Tacoma and Portland

Andy practices in the Portland Rose Garden

July 29, Tacoma, WA

In the past week, I’ve made my way up to Washington, and currently I’m competing in the Pacific Northwest Championships in Tacoma, at the beautiful Tacoma Lawn Tennis Club. Lots of good players from all over the world were drawn to the $20,000 prize, and because of that it has been the first tournament on this circuit that I haven’t been seeded at. In every tournament, they will rank (or seed) the top players and space them out in the draw so that they don’t have to play each other in the early rounds. The disadvantage of not being seeded is that you run into the top players early on in the tournament instead of in the quarters, semis, or finals where you can make money and your game starts to find its rhythm as you play a few matches.

This happened to me this week, as I ran into Boise State’s number one player, Damian Hume, in the second round. The speedy South African came out hot, putting the pressure on me to be aggressive and counterpunching effectively. After he took the first set 6-2, I settled into the match, and started to find my rhythm. I started serving better, getting more comfortable in rallies, and started coming forward to the net to finish off points. Against a tough, counterpunching baseliner, it’s crucial to be patient with groundstrokes, not overhit, and come forward at the right times to use your volleys to finish the point. Hume and I started having better points in the second set, and it was even for most of the set. I was serving at 4-5, 30-15, when two unfortunate bounces off the net gave him a 30-40 lead in the game and a match point. Down match point, I played a strong point, approached the net to his backhand, and hit a good volley into his forehand side. Hume scampered over and hit a running forehand pass down the line, and the match was his. Just like that! Three points earlier I was in control of my service game, ready to hold and take the set to 5-all. A couple of unlucky breaks and a great forehand pass later and the match was over. It all seemed to happen too fast! Oh well…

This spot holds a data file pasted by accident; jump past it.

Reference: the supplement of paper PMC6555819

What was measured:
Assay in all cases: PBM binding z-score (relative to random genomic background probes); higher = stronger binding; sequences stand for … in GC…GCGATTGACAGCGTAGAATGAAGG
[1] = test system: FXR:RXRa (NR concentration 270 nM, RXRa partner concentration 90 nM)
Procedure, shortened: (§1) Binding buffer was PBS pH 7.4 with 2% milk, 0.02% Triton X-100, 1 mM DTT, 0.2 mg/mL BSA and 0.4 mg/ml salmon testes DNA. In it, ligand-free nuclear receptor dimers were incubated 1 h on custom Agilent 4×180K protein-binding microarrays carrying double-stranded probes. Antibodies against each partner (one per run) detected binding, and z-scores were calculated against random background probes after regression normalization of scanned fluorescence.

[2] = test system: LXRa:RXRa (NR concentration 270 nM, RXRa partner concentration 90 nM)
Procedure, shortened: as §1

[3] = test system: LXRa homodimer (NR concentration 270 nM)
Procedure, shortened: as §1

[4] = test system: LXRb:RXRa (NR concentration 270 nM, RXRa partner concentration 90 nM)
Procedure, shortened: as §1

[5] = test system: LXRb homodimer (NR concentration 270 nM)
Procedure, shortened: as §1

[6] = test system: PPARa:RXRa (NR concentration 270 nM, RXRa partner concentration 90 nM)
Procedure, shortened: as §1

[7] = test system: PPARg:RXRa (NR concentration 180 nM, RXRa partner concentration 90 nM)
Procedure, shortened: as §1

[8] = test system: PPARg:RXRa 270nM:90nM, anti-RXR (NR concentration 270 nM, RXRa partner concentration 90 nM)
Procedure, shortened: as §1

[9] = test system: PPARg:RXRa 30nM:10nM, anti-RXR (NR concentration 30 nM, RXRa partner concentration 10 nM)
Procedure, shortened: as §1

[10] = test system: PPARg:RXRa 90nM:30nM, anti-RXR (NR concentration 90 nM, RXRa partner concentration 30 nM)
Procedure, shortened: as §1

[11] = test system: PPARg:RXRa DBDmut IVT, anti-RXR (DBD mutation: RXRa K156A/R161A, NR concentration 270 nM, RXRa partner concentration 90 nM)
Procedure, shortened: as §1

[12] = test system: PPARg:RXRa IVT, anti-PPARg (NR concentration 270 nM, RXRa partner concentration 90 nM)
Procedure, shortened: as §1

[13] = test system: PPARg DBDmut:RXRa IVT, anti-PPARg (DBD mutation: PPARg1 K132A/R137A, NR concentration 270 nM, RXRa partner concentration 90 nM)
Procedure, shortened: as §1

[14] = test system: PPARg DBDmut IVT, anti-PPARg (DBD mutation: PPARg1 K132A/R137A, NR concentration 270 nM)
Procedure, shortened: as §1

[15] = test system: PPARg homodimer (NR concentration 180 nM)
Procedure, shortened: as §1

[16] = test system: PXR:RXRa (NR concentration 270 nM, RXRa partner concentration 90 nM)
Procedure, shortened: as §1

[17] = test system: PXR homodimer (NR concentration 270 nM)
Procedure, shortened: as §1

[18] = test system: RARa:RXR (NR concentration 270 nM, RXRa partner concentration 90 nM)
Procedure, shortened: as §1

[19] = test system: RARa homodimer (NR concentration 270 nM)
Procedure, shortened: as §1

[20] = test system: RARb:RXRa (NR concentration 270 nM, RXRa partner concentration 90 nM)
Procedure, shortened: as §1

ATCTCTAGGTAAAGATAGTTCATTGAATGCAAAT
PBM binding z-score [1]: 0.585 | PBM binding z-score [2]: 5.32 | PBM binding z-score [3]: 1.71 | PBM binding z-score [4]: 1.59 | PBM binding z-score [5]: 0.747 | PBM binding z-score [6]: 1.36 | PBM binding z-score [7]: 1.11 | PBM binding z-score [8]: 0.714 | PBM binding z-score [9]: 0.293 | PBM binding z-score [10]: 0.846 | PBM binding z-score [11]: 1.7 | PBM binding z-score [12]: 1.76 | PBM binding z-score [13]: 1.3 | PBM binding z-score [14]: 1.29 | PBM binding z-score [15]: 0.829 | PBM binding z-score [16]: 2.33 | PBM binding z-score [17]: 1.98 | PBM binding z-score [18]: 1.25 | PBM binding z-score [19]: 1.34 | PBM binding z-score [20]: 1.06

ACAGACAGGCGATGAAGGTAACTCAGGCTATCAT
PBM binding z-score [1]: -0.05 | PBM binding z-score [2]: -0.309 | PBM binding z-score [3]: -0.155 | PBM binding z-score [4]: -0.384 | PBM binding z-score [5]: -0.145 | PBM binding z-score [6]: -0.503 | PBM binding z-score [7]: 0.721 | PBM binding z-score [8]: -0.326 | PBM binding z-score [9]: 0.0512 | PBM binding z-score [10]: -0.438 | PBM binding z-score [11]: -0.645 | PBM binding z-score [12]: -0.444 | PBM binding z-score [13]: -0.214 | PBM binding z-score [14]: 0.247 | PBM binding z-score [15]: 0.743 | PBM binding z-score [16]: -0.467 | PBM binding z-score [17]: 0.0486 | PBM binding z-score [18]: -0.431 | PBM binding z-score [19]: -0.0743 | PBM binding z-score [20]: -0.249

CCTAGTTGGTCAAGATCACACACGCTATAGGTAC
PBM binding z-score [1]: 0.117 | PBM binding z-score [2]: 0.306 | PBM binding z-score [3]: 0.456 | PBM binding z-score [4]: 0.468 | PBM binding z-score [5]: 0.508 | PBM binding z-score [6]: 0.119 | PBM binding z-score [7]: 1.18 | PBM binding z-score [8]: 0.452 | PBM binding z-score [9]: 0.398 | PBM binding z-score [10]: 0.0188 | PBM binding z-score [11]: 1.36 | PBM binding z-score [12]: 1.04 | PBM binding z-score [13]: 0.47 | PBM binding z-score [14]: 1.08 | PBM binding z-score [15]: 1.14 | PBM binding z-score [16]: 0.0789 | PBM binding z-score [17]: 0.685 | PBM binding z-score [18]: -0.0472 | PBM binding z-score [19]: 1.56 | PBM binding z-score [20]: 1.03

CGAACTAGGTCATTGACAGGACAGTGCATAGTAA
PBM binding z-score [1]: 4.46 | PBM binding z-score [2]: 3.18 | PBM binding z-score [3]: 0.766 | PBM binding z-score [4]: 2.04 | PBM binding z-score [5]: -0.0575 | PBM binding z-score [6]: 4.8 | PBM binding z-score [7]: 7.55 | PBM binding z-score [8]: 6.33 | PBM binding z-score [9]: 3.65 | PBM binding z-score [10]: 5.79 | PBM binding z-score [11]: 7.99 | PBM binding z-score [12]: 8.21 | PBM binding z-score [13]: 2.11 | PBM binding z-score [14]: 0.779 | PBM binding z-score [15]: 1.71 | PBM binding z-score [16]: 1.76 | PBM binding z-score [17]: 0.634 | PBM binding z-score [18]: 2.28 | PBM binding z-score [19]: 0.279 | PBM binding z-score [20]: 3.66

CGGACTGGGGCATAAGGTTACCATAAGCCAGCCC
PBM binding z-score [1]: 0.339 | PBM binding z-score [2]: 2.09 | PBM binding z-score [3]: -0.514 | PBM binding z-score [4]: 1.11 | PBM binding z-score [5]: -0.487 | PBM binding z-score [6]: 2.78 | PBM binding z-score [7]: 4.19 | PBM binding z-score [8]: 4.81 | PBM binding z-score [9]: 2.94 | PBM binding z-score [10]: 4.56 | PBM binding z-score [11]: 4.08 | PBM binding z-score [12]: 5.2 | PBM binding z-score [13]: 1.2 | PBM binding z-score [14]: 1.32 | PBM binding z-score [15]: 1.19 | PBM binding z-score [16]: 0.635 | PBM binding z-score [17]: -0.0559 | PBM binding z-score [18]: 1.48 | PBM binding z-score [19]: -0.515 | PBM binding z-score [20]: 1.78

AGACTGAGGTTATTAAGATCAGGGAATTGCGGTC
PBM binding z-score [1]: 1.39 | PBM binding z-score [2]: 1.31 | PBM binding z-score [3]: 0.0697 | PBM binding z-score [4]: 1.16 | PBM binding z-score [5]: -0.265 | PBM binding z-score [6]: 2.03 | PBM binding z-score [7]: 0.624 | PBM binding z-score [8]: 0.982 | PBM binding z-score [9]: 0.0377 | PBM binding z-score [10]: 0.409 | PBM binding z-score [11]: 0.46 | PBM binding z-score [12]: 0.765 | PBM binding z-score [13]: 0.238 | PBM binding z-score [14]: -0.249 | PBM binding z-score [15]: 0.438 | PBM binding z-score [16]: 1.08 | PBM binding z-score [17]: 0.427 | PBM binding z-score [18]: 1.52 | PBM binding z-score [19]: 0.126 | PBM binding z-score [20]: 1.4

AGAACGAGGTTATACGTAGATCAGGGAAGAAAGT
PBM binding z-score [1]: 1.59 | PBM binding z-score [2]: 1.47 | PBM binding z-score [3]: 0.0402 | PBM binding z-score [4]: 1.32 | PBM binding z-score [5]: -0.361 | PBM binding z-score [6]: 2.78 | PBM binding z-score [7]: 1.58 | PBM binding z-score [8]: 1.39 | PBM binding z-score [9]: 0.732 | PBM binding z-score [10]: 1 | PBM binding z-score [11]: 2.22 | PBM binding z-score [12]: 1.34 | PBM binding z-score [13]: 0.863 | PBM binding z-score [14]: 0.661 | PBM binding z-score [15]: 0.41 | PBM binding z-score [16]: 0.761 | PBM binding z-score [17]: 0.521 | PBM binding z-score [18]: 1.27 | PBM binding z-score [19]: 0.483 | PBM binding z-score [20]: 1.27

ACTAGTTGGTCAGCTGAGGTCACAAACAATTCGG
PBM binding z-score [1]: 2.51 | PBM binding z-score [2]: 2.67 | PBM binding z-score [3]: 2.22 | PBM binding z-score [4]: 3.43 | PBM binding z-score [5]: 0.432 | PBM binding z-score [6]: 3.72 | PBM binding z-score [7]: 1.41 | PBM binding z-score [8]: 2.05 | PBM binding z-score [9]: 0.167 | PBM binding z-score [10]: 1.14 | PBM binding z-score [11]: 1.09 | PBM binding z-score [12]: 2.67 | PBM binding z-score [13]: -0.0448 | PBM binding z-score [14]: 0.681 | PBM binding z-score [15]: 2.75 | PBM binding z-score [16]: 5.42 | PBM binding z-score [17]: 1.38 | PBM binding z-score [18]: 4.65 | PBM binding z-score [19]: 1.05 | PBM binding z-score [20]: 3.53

Now that I’m out of singles, my focus goes to the doubles court. Charlie Cutler and I will be battling it out in the men’s draw, and Leona Matzenauer, fellow TW-er Suzie Matzenauer’s mom, and I will try our hand at the mixed. It’s going to be a fun weekend filled with some good doubles, at a beautiful club surrounded by great people. I’m looking forward to it! I really hope to do some damage in both the draws!

My last week was spent in Portland getting ready for this tournament in Tacoma. Portland is a beautiful city, tucked into the hills right on the banks of the Willamette and Columbia rivers. It’s known for being the Greenest City in the country, with people using bike lanes all over town, and a great public transportation system that everyone uses. The downtown area is new and hip, with lots of great restaurants, shops, and bars to explore. The hills behind the city are covered in dark green trees, and offer incredible sweeping views of the city, the rivers, and the majestic Mount Hood in the distance. One of the coolest practices I’ve had all summer was on a court in the famous Portland Rose Garden, in the hills overlooking the city. It was a hot, clear day, and people were out enjoying the garden and the beautiful weather. The court we played on was right in the middle of the garden, with the fences all covered in vines and the colorful flowers all around. We had a great time taking in our beautiful surroundings and grooving our strokes for a couple hours. Good times in Portland!

Stay tuned as I become a doubles specialist for the weekend here in Tacoma. After this, I have the last tournament of the circuit, the Washington State Open, at the beautiful Seattle Tennis Club right on the banks of Lake Washington. Thanks for reading!

AG

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